In the model of the closed conformation of Cdr1p, the binding of two ATP molecules in the structure truncates both ends of each 10 amino acid helix to give helices consisting of 8 amino acids. Each helix now contains the two C-terminal amino acids of the Walker A sequence plus the motif only (C193STLLKTI200 in NBD1 and K901TTLLNCL908 in NBD2). The N-terminal faces of each helix hydrogen bond with the α-phosphate of ATP plus other residues of the Walker A motif while the C-terminal end leads into a helix-capping loop. The closed model of Cdr1p indicates that the conserved T (T195 or T903) hydrogen bonds with the α-phosphate of ATP via its peptide amide in both cases and via the side-chain hydroxyl group for T195 only. The side-chain amino group of K198 forms a non-conserved ionic bond with side-chain carboxyl of D161 (with D213 in a different surface loop in Pdr5p) and a conserved hydrogen bond with the phenol group of Y584 (Y594 in Pdr5p) that is associated with intracellular loop 1 (ICL1) (Fig. 1E). In contrast N906 (D916 in Pdr5p) forms a conserved hydrogen bond with R301 (R316 in Pdr5p), an amino acid residue that lies almost immediately N-terminal of the Cdr1p NBD1 signature sequence (R301GVSGGERKRVS, signature sequence underlined) (Fig. 1F). This analysis suggested that the M1-motif and M2-motif might have distinctly different roles in the biogenesis and/or function of Cdr1p. Considering the predicted interaction of the motifs with ATP itself and with structures known to be involved in ATP-mediated catalysis and efflux, a systematic mutagenesis strategy was employed to assess their impact on the localization and function of the C. albicans Cdr1p ABC transporter.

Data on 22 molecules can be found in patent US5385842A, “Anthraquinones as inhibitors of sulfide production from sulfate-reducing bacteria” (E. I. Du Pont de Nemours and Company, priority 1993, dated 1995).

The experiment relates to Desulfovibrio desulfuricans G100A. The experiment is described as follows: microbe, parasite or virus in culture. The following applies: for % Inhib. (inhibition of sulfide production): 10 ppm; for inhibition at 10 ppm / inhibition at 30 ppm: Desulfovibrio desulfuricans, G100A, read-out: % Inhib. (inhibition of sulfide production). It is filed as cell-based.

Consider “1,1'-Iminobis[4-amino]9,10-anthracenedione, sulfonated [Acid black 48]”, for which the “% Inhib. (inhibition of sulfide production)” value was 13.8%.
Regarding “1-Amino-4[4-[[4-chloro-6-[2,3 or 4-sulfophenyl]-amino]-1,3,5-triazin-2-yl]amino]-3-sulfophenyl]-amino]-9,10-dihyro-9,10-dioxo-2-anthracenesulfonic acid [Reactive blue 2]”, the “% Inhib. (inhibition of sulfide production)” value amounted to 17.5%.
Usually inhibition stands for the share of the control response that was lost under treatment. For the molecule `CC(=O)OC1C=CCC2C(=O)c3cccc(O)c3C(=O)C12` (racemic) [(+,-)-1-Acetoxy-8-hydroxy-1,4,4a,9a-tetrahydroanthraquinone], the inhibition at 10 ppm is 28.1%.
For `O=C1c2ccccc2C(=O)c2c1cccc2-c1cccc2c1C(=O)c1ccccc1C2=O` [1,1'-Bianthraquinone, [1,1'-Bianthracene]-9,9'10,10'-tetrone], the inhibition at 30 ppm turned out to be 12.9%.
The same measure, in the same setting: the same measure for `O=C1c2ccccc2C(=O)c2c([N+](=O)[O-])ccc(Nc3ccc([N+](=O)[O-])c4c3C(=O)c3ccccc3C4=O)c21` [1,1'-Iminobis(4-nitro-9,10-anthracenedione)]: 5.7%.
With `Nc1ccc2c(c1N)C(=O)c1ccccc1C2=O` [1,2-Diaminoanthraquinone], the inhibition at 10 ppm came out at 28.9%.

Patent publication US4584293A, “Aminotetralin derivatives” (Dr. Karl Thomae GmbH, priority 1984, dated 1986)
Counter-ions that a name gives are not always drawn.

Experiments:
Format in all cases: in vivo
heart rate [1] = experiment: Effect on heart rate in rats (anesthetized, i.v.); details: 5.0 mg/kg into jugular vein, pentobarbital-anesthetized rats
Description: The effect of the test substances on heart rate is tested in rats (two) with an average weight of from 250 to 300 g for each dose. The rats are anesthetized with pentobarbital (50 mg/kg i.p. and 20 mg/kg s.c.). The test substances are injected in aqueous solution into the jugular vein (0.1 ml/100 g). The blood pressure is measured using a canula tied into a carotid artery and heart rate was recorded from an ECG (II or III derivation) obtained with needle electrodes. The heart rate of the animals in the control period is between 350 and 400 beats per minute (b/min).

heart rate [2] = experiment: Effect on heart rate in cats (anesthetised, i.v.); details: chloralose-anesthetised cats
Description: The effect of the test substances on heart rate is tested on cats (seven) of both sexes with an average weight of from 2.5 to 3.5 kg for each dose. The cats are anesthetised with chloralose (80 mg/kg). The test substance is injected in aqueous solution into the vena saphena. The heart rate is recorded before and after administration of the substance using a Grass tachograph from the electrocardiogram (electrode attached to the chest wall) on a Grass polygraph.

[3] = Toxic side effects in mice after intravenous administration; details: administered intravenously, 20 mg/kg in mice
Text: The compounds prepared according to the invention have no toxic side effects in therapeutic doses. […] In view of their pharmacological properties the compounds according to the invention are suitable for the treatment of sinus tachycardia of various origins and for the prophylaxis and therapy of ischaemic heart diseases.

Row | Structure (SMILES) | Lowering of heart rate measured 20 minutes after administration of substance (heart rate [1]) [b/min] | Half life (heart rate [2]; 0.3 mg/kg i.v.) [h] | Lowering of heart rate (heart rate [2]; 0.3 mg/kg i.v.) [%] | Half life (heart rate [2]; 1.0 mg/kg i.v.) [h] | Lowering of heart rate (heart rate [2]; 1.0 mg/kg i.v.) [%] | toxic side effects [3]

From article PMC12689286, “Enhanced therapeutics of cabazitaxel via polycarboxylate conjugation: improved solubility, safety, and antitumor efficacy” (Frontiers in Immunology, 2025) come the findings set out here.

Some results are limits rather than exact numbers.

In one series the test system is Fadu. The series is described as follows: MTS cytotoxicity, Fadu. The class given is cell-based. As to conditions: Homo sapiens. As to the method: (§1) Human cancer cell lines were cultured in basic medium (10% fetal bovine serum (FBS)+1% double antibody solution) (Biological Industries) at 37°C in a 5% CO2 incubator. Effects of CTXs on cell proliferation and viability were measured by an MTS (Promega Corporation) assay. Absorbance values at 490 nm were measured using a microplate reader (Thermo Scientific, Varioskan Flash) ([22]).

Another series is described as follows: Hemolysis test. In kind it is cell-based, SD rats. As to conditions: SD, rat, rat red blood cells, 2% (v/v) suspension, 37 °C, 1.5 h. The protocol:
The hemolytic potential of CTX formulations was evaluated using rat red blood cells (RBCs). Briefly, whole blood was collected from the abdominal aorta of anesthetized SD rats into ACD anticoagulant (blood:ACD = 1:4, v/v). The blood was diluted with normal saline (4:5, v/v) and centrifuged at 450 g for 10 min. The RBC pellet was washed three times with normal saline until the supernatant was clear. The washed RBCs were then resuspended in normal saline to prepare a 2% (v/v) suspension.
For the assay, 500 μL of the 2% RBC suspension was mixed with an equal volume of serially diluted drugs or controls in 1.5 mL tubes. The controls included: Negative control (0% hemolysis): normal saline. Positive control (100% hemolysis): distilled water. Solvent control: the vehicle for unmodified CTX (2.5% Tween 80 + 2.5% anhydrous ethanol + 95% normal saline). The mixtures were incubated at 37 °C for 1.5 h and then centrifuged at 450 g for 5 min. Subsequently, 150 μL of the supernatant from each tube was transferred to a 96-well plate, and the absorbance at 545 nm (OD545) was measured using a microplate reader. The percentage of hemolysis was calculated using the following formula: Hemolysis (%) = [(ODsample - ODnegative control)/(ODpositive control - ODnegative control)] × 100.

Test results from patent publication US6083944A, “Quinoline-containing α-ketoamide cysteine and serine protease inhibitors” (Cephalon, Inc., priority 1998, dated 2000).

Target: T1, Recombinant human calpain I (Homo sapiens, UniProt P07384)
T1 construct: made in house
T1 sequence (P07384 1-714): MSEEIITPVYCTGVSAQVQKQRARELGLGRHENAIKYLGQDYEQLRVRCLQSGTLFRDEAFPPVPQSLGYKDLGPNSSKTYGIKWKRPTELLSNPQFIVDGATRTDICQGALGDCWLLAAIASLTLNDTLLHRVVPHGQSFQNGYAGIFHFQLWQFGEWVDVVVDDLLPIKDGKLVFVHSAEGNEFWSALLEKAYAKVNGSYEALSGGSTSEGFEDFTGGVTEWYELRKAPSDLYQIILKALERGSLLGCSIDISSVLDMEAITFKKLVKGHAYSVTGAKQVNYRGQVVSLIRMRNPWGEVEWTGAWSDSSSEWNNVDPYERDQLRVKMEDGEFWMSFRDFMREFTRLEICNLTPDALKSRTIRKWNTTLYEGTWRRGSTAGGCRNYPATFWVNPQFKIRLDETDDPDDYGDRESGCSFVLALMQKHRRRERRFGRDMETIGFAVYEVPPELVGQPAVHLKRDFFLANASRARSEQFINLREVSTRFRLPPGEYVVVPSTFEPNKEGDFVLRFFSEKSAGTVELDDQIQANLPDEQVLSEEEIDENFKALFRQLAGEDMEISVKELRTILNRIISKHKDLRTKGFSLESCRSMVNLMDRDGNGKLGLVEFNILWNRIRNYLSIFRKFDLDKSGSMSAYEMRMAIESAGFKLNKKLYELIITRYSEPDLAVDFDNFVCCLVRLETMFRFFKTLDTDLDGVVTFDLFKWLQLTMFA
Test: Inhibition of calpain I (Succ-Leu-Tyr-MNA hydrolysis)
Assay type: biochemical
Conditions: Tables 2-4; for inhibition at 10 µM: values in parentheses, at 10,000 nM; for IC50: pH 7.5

Alanine scanning mutagenesis of the motifs does not affect cellular localization of Cdr1p or susceptibility to xenobiotic substrates